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Table of Contents
EDITORIAL/ÉDITORIAL
Year : 2019  |  Volume : 24  |  Issue : 4  |  Page : 103

Is Northern Ontario School of Medicine there yet?


Scientific Editor, CJRM, Haileybury, ON, Canada

Date of Web Publication23-Sep-2019

Correspondence Address:
MD Peter Hutten-Czapski
Scientific Editor, CJRM, Haileybury, ON
Canada
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Source of Support: None, Conflict of Interest: None


DOI: 10.4103/CJRM.CJRM_56_19

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How to cite this article:
Hutten-Czapski P. Is Northern Ontario School of Medicine there yet?. Can J Rural Med 2019;24:103

How to cite this URL:
Hutten-Czapski P. Is Northern Ontario School of Medicine there yet?. Can J Rural Med [serial online] 2019 [cited 2019 Oct 20];24:103. Available from: http://www.cjrm.ca/text.asp?2019/24/4/103/267576

I am proud to be on faculty at the Northern Ontario School of Medicine (NOSM), a school at the forefront of rural and decentralised educational reform. NOSM's success in these efforts has led to extravagant claims such as 94% of graduates practising in Northern Ontario.[1] For 6.6 million rural Canadians at the 2016 census,[2] this is an impressive number, so you would be forgiven to think that the NOSM has fulfilled its social mandate and we are overflowing with graduates in rural Northern Ontario. Except that, we most definitely are not.

From unpublished workforce data from Health Force Ontario, over the last 3 years, there has only been a net recruitment of eight physicians to all of rural Northern Ontario. We can account for four of those gains in my community of Temiskaming Shores, so perhaps some of us are overflowing. The claim of 94% is no comfort to many other communities in deficit, just down the highway from us. Where has the promise gone wrong?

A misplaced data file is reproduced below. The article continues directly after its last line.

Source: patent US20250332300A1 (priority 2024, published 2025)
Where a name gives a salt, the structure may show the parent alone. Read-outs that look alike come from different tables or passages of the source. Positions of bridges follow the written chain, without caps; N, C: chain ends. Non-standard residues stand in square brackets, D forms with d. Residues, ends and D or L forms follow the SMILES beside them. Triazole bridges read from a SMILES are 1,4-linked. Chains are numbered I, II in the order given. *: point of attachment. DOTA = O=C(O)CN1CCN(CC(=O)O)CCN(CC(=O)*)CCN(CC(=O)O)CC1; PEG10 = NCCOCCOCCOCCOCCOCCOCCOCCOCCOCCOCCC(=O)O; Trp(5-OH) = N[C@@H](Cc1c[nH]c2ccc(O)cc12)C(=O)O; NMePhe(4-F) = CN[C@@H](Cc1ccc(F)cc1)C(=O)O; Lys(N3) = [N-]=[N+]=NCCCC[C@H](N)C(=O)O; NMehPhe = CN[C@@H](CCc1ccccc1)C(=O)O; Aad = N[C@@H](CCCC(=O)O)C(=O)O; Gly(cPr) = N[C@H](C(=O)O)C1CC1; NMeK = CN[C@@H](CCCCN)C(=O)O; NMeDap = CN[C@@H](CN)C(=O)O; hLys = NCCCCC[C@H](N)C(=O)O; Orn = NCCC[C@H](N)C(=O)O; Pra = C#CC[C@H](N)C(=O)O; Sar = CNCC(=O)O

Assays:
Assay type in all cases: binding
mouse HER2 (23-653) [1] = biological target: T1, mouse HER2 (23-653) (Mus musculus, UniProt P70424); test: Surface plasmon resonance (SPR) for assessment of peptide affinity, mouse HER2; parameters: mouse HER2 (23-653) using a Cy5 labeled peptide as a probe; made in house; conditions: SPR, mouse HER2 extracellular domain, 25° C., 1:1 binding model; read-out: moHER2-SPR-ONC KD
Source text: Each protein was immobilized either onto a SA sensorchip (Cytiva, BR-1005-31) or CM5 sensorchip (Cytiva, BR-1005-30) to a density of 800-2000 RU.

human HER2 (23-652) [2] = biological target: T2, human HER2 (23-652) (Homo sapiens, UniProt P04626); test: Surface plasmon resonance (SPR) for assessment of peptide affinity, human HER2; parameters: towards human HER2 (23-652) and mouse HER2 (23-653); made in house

Northern Ontario is a political construct of a carefully demarcated territory that happens to be resource driven and thinly populated. NOSM was created to deal with unmet needs for physicians in the territory and can be forgiven for putting things in a combined rural and northern (emphasis mine) lens.

Northern Ontario is 44% rural by population. The 94% headline is derived from a statistic in a single paper that actually represents 48 family physicians practising in Northern Ontario from 51 trained over 3 years. Those family physicians did both their undergraduate medicine and postgraduate family medicine at NOSM (only 25% of the undergraduate class did both their undergraduate and postgraduate training at NOSM and went into family medicine). The largest share of that cohort went to northern cities. Only 18/51 of them (36%) ended up in a northern rural practice or an average of about six NOSM-trained students per year entering rural practice across all of Northern Ontario.

No wonder, many faculty see learners from NOSM, but not back as colleagues.

 
  References Top

1.
Hogenbirk JC, Timony PE, French MG, Strasser R, Pong RW, Cervin C, et al. Milestones on the social accountability journey: Family medicine practice locations of Northern Ontario School of Medicine graduates. Can Fam Physician 2016;62:e138-45.  Back to cited text no. 1
    
2.
Statistics Canada. No date. “Population and Dwelling Count Highlight Tables, 2016 Census.” Population counts, for Canada, Provinces and Territories, Census Divisions, Population Centre Size Groups and Rural Areas, 2016 Census – 100% data Last updated 2019-02-20. https://www12.statcan.gc.ca/census-recensement/2016/dp-pd/hlt-fst/pd-pl/Table.cfm?T=703. [Last accessed on 2019 Jul 14].  Back to cited text no. 2
    




 

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